Guide to Responsive-Friendly CSS Columns The following is a guest post by Katy Decorah (edited by Jason Morris). Katy was researching CSS columns and how they can work responsively, as there wasn't much information she could find out there on the subject. So, like a hero, she wrote it all up. Here's Katy: With CSS columns you can create a print-inspired layout with little added markup that can adapt beyond a fixed canvas.
Build a Responsive, Mobile-Friendly Website From Scratch: CSS stylesheet In the last article of this series, I’ve shown how to start building a website from scratch with a particular focus on the HTML code and its main elements. Now it’s time to introduce the first CSS rules in order to have a general idea of the graphic style that the homepage of our website will display, especially for the pc-desktop version. First of all, before having a look on the rules we have to apply in order to create a particular design for our homepage, let’s see how it will appear in our browser window (my default browser is Chrome but, with the application of some specific rules, you’ll be able to obtain the same result for all modern web-browsers). The homepage of our totally customizable website should look more or less as following:
New HTML5 structural tags What is HTML5? HTML5, the latest version of the Hypertext Markup Language (HTML), is the most radical revision of the language to date. It introduces many new features in a variety of areas. The 30 CSS Selectors you Must Memorize So you learned the base id, class, and descendant selectors—and then called it a day? If so, you're missing out on an enormous level of flexibility. While many of the selectors mentioned in this article are part of the CSS3 spec, and are, consequently, only available in modern browsers, you owe it to yourself to commit these to memory. And by the way, if you're having trouble with your CSS and want a pro to look over it and fix any errors, you can find some qualified freelancers on Envato Studio.
How To Keep The Footer At The Bottom of the Page with CSS A familiar problem for many developers. A stunning design, perfectly crafted in semantic markup and CSS, that looks perfect in every browser… until you have a page without much content on it. Many people using dummy content on a standard-sized monitor will not notice this issue. Some might even argue that it’s not worth fixing at all… but I think they’re wrong, and just in case you agree, I’m going to show you a simple way to fix it. The Problem:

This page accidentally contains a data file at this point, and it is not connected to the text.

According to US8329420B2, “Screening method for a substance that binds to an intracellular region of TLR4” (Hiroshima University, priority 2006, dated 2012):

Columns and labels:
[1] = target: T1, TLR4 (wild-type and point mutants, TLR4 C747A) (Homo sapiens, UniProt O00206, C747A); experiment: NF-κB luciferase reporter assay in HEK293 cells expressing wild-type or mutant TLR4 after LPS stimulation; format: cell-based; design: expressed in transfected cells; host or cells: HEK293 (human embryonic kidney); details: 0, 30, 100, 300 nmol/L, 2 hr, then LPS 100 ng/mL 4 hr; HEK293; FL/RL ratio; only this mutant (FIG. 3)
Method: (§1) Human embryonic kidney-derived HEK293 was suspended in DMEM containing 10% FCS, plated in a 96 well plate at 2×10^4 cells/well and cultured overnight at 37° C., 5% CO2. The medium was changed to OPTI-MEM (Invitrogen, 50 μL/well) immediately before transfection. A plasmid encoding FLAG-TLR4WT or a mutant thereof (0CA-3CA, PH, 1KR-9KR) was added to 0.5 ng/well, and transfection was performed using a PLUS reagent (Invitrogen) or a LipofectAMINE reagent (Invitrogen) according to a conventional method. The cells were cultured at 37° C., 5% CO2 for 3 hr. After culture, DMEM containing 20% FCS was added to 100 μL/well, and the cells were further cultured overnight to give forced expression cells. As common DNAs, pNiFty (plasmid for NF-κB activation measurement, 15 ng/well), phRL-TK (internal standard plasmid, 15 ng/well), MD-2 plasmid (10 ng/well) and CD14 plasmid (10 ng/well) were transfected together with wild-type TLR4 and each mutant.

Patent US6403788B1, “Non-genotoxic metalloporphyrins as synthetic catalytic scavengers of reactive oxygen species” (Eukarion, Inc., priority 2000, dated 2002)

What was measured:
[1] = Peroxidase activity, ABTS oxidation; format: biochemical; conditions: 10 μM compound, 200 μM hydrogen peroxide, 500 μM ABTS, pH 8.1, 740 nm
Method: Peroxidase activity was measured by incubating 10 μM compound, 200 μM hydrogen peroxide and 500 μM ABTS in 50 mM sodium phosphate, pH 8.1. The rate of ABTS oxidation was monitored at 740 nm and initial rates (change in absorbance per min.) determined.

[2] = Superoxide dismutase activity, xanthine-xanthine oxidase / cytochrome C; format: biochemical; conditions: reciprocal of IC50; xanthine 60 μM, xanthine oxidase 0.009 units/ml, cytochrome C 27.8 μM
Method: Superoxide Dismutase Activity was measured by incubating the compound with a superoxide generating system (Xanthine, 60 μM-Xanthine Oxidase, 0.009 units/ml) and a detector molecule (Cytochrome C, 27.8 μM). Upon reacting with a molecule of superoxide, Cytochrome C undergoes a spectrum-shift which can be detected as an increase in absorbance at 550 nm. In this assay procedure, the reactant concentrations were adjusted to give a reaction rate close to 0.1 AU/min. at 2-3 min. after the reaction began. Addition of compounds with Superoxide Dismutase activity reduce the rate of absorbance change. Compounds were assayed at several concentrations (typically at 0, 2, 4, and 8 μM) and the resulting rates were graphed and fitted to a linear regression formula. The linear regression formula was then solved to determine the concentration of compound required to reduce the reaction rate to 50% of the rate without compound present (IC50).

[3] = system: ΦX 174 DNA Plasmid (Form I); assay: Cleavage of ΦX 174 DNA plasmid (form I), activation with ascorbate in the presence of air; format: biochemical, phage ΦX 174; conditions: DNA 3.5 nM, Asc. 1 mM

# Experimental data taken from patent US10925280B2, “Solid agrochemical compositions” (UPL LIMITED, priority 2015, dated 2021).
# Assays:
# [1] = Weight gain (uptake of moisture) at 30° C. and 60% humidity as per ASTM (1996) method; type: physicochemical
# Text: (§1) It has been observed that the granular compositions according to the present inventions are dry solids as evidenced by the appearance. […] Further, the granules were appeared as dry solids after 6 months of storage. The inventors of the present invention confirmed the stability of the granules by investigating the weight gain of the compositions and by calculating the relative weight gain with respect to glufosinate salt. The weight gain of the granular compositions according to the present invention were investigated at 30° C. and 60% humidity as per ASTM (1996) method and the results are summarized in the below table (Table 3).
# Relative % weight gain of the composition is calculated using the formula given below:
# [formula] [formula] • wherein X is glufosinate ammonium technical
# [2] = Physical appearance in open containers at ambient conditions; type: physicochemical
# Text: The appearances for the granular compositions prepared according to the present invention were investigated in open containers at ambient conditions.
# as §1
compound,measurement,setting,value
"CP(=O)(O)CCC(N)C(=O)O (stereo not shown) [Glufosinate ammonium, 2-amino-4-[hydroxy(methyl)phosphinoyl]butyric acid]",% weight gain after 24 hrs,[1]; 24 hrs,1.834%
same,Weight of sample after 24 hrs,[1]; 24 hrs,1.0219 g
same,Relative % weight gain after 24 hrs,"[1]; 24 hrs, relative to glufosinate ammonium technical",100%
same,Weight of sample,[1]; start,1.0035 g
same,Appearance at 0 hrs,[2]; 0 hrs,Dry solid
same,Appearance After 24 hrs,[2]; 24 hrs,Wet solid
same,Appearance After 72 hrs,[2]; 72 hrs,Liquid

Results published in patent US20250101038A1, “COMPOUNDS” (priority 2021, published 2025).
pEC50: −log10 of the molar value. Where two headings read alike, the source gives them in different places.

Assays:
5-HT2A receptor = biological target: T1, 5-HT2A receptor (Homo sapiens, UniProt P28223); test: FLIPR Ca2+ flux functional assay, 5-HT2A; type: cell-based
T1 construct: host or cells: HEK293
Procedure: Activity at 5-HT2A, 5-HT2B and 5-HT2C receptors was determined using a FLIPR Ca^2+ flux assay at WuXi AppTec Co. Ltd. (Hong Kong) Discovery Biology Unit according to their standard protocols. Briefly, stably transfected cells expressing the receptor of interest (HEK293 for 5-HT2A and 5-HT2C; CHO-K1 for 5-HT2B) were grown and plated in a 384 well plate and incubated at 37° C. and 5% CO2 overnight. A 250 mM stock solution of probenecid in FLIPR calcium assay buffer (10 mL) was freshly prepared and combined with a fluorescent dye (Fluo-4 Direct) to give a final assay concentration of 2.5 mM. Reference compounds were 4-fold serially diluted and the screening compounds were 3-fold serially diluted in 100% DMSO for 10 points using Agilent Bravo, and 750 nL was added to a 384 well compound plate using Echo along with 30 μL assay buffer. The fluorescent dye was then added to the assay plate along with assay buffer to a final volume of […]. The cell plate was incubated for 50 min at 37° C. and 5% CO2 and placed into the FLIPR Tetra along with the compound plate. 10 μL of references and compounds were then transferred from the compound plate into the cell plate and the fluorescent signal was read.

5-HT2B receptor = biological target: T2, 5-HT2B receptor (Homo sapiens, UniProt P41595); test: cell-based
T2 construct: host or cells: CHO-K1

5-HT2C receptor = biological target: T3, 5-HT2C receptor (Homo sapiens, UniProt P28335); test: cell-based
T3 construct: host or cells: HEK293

Responsive Web Design Guidelines and Tutorials In this overview you will find the most useful and popular articles we have published on Smashing Magazine on Responsive Web Design. Design Process In The Responsive Age You cannot plan for and design a responsive, content-focused, mobile-first 1 website the same way you’ve been creating websites for years—you just can’t. Get Ready for HTML 5 With support in Chrome, Firefox 3.5, Opera, and Safari, HTML 5 is coming at you like a runaway train. Here are some suggestions to help you prepare to get on board rather than be left at the platform or tied to the tracks. See what others have done#section1
CSS Selectors: Just the Tricky Bits div > p + div[id*='header'] – If you saw this jumbled mess of selectors in someone’s CSS, could you decipher it? If not, then you’ll want to read this primer on funky CSS selectors that you should know! A Flawed Education Like many self-taught CSS guys, my education was cobbled together from a million different sources. I read articles, followed tutorials and experimented until my head hurt to get to a point where I could bust out a complex layout and achieve the styling that I want without too much trouble. However, over time I slowly started to realize that I lacked a proper understanding of one of the most basic, essential elements to working with CSS: selectors.
Labs - Spry framework for Ajax When Adobe first introduced Spry, our goal was to bring Ajax capabilities to the web design community, allowing designers to create web pages that provided a richer experience for the end user. As we know, however, the web evolves at a blistering pace. Over the last couple of years, frameworks such as JQuery have evolved to encompass many of the capabilities originally envisaged for Spry, making Spry as a standalone offering less relevant. As we can continue to focus our efforts in furthering the web, we have decided to no longer invest in the development of Spry. We do however recognize that for some designers it continues to provide value.